It’s fitting that you’ll see Suns players walking around with vests that make them look like Iron Man. Much like the Marvel superhero, the Suns’ training staff also uses technology to get an edge on its opponents.
For those not familiar with Iron Man, the superhero has a circular device attached to his heart that is the source of his power. Similarly, the Suns’ training staff uses spandex-like training vests that have a circular device on the heart that measures power.
After testing it out last season, the Suns invested in the Zephyr training system, which consists of a wearable monitoring device that helps the training staff gather vital data and information about players’ fitness levels.
The Suns even added a performance and recovery consultant, Tyler Wallace, to their training staff to oversee the new system. Wallace already had deep roots with one of the NBA’s most cutting-edge training staffs, thanks to his post at the National Academy of Sports Medicine, an organization that has worked intimately with the Suns over the years.
“There are three elements that we focus on specifically,” Wallace explained. “We monitor the physiological load - or how hard the heart is working during practice - the overall load and the intensity that they are putting out and the mechanical load. The mechanical load looks at the load on the legs and the prospective speed.”
The data from those three elements is gathered and an algorithm is produced that gives an overall training load from those numbers. From that, the training staff can deduce the overall intensity being emitted from a player and the overall effect of training on the body.
The data can either be gathered with the Iron Man-like disc that is inserted into a shirt on the heart, or a strap. The majority of the team prefers to use the strap.
“Once we get the data we make recommendations from a preventative, recovery, conditioning and strength standpoint with each of the guys so that we’re not overtraining in each one of those categories,” Wallace said.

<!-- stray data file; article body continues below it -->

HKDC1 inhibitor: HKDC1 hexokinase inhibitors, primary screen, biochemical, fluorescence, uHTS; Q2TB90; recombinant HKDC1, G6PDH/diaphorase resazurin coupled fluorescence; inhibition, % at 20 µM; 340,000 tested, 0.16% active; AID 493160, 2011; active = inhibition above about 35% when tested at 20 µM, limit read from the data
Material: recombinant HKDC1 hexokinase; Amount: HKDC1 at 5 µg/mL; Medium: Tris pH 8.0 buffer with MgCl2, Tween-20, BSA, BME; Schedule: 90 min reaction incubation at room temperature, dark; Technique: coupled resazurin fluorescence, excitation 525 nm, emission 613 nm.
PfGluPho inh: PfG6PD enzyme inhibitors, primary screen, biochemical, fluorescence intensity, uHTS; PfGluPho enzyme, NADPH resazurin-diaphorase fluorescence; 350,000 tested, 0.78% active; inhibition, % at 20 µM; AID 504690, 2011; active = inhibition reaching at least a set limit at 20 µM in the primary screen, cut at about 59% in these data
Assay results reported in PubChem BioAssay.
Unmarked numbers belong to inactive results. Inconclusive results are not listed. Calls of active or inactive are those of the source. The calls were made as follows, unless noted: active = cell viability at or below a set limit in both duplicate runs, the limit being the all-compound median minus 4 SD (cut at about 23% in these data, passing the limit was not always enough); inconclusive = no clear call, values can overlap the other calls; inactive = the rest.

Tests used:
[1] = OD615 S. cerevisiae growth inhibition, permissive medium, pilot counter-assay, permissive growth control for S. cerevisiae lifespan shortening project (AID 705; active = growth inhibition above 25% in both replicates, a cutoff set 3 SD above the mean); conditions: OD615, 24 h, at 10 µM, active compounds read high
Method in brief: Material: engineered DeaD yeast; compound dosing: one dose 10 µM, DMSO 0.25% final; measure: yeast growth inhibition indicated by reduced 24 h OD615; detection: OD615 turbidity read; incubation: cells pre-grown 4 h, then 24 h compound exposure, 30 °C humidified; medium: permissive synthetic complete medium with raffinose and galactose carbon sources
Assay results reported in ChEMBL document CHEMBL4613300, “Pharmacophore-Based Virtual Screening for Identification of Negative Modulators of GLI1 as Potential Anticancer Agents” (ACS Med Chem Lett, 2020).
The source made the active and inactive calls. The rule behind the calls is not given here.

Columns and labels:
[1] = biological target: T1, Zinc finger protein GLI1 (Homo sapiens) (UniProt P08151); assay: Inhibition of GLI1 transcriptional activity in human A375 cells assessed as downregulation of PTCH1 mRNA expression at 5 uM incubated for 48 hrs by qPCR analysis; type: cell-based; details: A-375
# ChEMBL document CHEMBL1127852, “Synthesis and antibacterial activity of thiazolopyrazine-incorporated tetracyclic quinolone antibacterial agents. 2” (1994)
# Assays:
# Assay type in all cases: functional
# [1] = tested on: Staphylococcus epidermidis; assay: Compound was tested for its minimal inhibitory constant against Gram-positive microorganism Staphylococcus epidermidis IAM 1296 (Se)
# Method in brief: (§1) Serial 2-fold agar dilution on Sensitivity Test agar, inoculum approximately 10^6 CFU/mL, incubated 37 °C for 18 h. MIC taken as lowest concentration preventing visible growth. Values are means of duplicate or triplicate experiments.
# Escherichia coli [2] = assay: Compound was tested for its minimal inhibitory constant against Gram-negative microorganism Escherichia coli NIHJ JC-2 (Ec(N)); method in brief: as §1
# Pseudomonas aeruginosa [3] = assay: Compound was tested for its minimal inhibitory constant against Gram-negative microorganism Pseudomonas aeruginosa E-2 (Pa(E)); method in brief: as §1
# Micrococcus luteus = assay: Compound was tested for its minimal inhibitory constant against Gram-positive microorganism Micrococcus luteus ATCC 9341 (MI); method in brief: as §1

For guys getting less minutes, the system is used in the weight room and on the court with the player development coaches to ensure that the players are staying in peak condition. It also allows the training staff to predict fatigue and cramping, which cuts down on injuries.
“I think it starts to quantify the assumptions that we’ve had, but I don’t think we’ve got it figured out yet,” Wallace said. “It helps to give us some objective data of how hard guys are working and then tailor what we do from a sports medicine and strength and conditioning standpoint.”
The technology that Zephyr brings to the table is pretty cutting edge. Originally, Zephyr was used by the military and has just recently transitioned into professional sports.
The Suns are only halfway through their first season of utilizing this information from practice. Meanwhile, during games, the Suns use a six-camera monitoring system developed by STATSInc at US Airways Center that measures and tracks distance and heart rate.
All of those statistics are assembled and analyzed after the physiological make-up of the player is taken into consideration. The findings will even surprise the players at times.
Sometimes a player will come into the training room and will feel energetic, but the data tells the training staff that the player is actually more fatigued than he thinks. Or the opposite will occur.
Also, the stats will reveal what type of cardio animal a player may be. For example, Suns forward Michael Beasley can endure far more cardio work than the average player.
It’s actually more of a challenge for the training staff to elevate Beasley’s heart rate because he can train for days. Taking this into consideration, the training staff will design a workout that is specific for him and his level of his conditioning.
“It’s not the same as a game or a practice where you’re starting, stopping, cutting and doing things like that,” Wallace said. “But it’s interesting from an overall perspective of how you can reproduce the same kind of activity levels in a workout. It helps with long-term programming and going into the offseason.”
Thanks to Zephyr, the Suns training staff has confirmed many of its assumptions in regards to training and fitness. However, with utilization being in its infant stages, it’s just the tip of the iceberg.
“We haven’t discovered the secret sauce yet,” Wallace said. “But it gives more good data and we’ve got a pretty good training system here. We’re always looking for the next innovative technology, as well as tools and modalities that we can bring in that provide value to us.